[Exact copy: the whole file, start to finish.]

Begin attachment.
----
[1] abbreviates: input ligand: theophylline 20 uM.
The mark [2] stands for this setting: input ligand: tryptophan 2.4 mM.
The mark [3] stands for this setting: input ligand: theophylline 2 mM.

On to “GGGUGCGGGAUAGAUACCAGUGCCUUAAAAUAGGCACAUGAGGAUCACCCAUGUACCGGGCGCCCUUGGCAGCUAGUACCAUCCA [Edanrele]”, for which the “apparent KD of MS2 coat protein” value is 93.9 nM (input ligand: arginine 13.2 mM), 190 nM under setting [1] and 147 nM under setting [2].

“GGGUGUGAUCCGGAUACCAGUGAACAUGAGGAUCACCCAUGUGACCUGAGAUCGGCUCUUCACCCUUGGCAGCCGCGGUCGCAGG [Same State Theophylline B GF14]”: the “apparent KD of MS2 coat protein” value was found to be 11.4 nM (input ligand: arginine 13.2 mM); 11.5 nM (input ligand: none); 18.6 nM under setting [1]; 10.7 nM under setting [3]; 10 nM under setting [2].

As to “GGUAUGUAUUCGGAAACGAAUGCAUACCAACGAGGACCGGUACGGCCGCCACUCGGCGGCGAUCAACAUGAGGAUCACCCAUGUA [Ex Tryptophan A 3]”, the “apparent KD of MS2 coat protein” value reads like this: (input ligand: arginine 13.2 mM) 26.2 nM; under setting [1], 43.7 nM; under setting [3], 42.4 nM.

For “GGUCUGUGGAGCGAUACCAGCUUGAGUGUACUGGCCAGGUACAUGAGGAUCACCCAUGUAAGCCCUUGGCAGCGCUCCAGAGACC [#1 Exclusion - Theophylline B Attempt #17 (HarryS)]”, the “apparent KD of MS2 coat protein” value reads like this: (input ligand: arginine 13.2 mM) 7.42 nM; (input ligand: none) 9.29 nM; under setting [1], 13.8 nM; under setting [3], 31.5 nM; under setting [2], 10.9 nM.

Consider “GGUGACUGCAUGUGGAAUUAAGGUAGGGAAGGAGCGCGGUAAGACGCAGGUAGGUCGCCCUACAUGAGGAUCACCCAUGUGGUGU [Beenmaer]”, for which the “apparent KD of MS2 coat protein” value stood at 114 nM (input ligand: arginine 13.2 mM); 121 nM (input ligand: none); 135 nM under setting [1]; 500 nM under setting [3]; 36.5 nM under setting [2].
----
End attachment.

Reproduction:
[1] abbreviates: input ligand: theophylline 20 uM.
The mark [2] stands for this setting: input ligand: tryptophan 2.4 mM.
The mark [3] stands for this setting: input ligand: theophylline 2 mM.

On to “GGGUGCGGGAUAGAUACCAGUGCCUUAAAAUAGGCACAUGAGGAUCACCCAUGUACCGGGCGCCCUUGGCAGCUAGUACCAUCCA [Edanrele]”, for which the “apparent KD of MS2 coat protein” value is 93.9 nM (input ligand: arginine 13.2 mM), 190 nM under setting [1] and 147 nM under setting [2].

“GGGUGUGAUCCGGAUACCAGUGAACAUGAGGAUCACCCAUGUGACCUGAGAUCGGCUCUUCACCCUUGGCAGCCGCGGUCGCAGG [Same State Theophylline B GF14]”: the “apparent KD of MS2 coat protein” value was found to be 11.4 nM (input ligand: arginine 13.2 mM); 11.5 nM (input ligand: none); 18.6 nM under setting [1]; 10.7 nM under setting [3]; 10 nM under setting [2].

As to “GGUAUGUAUUCGGAAACGAAUGCAUACCAACGAGGACCGGUACGGCCGCCACUCGGCGGCGAUCAACAUGAGGAUCACCCAUGUA [Ex Tryptophan A 3]”, the “apparent KD of MS2 coat protein” value reads like this: (input ligand: arginine 13.2 mM) 26.2 nM; under setting [1], 43.7 nM; under setting [3], 42.4 nM.

For “GGUCUGUGGAGCGAUACCAGCUUGAGUGUACUGGCCAGGUACAUGAGGAUCACCCAUGUAAGCCCUUGGCAGCGCUCCAGAGACC [#1 Exclusion - Theophylline B Attempt #17 (HarryS)]”, the “apparent KD of MS2 coat protein” value reads like this: (input ligand: arginine 13.2 mM) 7.42 nM; (input ligand: none) 9.29 nM; under setting [1], 13.8 nM; under setting [3], 31.5 nM; under setting [2], 10.9 nM.

Consider “GGUGACUGCAUGUGGAAUUAAGGUAGGGAAGGAGCGCGGUAAGACGCAGGUAGGUCGCCCUACAUGAGGAUCACCCAUGUGGUGU [Beenmaer]”, for which the “apparent KD of MS2 coat protein” value stood at 114 nM (input ligand: arginine 13.2 mM); 121 nM (input ligand: none); 135 nM under setting [1]; 500 nM under setting [3]; 36.5 nM under setting [2].